If you separate subscription management from lead management and lead management from customer marketing, you tend to look at things differently.
Subscription management, for the sake of this article, is a value exchange for a digital service. The marketer has content to exchange for readership and ultimately advertising related value, or there is a product connection for merchandising purposes. Subscribers are fickle, though. As we know all too well, the activity of an email subscriber wanes over time. There is a time of interest and activity, there is time of dormancy and there is time for renewal, then mix in seasonal imbalance (holiday) and you have a heat map that is hard to read. Take into account that marketing is not the most patient business practice, and we end up where we are today: with a lot of data, a lot of good ideas and very little time/budget to deliver.
It’s easy to look at lists and subscribers in terms of fractions. You can’t realistically give enough of your time and attention to 50% of your list that is sporadically or not engaged.
I have long believed that customer relationship marketing needs to be separated from early lifestage marketing. This simply makes it easier to classify success. The functions and tactics of acquisition and customer activation are very different, and budget dynamics should vary accordingly. The problem with organizing solely around acquisition is you tend to put too much of a premium on acquisition costs and less on prospect to customer activation. It is a literal hand-off. Rarely are cost of leads factored into long-term thinking under this model. Marketing Channel CPA proxies are modeled against each other and what you end up doing is flooding customer management with subscribers, which waters down engagement marketing.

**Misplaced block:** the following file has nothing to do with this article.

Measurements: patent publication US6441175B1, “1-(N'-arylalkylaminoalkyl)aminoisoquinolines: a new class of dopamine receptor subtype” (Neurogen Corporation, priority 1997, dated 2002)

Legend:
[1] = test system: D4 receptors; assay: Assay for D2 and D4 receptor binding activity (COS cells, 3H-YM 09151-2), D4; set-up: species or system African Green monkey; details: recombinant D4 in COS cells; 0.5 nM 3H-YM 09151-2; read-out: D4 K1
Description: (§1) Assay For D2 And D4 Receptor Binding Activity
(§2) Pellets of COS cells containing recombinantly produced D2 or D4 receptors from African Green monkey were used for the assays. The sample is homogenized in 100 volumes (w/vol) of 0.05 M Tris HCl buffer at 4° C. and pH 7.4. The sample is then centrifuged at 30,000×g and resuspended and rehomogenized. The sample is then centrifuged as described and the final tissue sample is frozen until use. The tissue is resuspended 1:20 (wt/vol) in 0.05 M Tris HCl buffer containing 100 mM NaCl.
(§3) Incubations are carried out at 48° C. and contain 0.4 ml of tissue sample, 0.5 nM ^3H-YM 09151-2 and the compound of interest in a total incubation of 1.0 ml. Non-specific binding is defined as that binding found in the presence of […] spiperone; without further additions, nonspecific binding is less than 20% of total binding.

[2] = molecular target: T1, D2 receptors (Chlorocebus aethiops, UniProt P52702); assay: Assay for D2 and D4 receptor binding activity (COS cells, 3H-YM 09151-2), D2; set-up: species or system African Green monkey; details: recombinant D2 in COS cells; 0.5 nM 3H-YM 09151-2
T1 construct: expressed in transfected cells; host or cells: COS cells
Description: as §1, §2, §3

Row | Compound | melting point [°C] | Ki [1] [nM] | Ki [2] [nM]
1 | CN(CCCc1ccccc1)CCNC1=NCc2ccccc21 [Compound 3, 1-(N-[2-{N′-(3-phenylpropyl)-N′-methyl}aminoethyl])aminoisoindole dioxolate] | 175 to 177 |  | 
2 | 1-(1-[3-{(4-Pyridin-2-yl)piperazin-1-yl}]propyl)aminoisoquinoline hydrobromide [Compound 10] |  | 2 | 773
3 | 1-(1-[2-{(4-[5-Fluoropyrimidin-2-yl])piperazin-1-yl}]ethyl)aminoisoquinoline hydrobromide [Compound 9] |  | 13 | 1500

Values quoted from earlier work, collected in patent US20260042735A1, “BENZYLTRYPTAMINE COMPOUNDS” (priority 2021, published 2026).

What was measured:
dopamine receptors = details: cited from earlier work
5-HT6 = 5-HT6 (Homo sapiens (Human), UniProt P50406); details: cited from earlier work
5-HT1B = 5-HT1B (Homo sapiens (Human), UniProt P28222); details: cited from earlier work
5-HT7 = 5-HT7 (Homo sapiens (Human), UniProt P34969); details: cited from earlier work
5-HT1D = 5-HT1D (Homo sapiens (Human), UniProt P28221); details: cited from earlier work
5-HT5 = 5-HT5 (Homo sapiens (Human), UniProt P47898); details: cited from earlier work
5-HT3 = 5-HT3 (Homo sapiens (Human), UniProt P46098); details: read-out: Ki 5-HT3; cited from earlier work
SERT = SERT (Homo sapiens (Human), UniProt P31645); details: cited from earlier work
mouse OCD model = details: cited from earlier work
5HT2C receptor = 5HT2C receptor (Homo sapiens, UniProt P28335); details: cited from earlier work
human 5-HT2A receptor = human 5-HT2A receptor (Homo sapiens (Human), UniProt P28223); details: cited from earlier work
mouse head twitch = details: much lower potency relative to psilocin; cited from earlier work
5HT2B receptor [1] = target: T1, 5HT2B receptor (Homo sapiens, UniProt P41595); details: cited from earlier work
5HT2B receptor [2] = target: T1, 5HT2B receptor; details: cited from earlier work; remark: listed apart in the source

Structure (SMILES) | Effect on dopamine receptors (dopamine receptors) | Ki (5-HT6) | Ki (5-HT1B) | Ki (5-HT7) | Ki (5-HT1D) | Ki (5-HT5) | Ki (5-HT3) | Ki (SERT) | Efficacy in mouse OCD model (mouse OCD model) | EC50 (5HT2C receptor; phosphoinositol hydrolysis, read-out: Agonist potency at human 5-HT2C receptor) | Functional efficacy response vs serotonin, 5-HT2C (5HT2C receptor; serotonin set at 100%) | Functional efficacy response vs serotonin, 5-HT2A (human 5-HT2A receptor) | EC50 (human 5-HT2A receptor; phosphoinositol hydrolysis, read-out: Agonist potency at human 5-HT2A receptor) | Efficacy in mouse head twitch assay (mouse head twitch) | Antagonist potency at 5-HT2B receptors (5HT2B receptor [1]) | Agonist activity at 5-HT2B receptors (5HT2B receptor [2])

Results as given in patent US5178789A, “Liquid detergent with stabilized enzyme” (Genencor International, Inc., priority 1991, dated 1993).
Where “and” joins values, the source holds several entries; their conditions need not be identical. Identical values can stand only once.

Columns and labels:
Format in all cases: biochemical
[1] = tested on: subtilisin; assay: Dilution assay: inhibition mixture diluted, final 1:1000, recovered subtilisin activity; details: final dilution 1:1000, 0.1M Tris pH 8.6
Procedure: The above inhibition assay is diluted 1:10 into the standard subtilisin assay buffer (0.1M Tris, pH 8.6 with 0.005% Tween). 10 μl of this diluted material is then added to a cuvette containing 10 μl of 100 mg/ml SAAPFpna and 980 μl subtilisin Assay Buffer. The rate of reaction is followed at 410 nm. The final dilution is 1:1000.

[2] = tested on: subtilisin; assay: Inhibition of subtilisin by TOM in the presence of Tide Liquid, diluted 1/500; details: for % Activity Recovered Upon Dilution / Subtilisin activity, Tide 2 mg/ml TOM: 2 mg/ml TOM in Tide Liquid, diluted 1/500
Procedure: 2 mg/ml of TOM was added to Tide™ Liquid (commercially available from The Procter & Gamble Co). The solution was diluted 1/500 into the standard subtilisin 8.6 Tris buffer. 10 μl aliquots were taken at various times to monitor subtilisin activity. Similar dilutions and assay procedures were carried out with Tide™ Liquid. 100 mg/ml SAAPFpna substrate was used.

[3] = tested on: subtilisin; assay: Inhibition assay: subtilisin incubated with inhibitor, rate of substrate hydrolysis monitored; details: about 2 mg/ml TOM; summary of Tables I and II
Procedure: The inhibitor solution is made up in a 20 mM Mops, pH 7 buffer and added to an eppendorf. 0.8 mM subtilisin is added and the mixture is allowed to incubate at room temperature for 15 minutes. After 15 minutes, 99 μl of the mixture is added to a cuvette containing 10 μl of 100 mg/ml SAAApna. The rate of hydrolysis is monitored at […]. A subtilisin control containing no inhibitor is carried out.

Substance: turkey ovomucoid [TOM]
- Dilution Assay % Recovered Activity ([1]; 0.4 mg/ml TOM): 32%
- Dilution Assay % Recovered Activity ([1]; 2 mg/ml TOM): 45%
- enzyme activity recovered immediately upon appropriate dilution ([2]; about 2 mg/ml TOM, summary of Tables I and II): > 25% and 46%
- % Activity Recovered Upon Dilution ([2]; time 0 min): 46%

What should the perfect marketing organization look like, and what should the prevailing tactics be?
I think the perfect organization does divide into early, mid and late lifecycle marketing, in order to devote the appropriate attention to each stage. They will each share in long-term customer value proxies, and customer top line goals, but budget allocation would allow for autonomy. There would be no “channels,” but simply lifestage organizational make-ups. This organization would rotate marketing staff by department and by function/channel (search, web, email, social), to recognize the challenges in each stage, appropriate digital channel tactics and the effect of channels on simple goals.
can’t put enough emphasis on early-stage marketing, though. It is the key to your success and root of your problems if not a vested area of your business.
Here are some other factors to consider:
- Conditioning is important. The old way was to enforce an email welcome series with a series of communications over the first few weeks or months. This can be very effective, but not for every business, since it requires a steady flow of content. Whether it’s a welcome, new subscriber or lead management process, you must condition them to the channel. Not just in frequency, but in value.
- Be episodic. The reality of customer engagement is that it runs in episodes, like television series, with a duration and a theme. Social media is one perpetual episode determined by our environment. Direct ,arketing should take this to the next level. You should continually reintroduce the brand. We are in the age of “content” and “interconnectivity” and for brands to have persistent engagements you must continually strive to be always in motion, introducing new concepts to engage customers.
- Design for the elevator. Mobile has changed an entire culture. The way we used to use email is changing pretty dramatically. We are brief, we are active, we are transient and we are an even more conscious buyers than we’ve ever been before, with a brief attention span is brief. So, think about the elevator! You have less than a minute and a triage mentality you are designing for. Some consumers have the appetite to ingest more marketing stimuli than others, direct or indirect.
The day and age of one customer officer will be difficult to sustain without a really clear organizational discipline in these areas. There are customers, there are leads, and they have different values to your business.